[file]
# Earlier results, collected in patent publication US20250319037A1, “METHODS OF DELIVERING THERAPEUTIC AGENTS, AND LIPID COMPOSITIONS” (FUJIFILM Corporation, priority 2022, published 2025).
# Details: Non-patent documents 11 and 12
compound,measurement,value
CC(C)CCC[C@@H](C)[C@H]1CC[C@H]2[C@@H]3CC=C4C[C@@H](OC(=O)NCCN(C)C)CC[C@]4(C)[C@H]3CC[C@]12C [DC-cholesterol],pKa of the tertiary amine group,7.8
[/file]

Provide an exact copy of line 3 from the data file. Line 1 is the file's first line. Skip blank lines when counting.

compound,measurement,value